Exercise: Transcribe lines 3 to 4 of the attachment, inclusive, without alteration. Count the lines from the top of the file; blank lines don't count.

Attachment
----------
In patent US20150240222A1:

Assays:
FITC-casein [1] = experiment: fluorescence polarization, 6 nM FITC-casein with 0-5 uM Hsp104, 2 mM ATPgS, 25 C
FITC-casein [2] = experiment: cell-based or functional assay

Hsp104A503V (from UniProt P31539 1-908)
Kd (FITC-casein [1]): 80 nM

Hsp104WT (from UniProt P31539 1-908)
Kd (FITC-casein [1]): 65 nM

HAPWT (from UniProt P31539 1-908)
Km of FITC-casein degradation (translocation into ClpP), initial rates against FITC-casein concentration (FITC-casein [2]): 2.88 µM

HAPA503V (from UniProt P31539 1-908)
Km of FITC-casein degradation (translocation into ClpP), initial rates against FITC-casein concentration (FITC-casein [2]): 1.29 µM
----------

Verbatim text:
FITC-casein [1] = experiment: fluorescence polarization, 6 nM FITC-casein with 0-5 uM Hsp104, 2 mM ATPgS, 25 C
FITC-casein [2] = experiment: cell-based or functional assay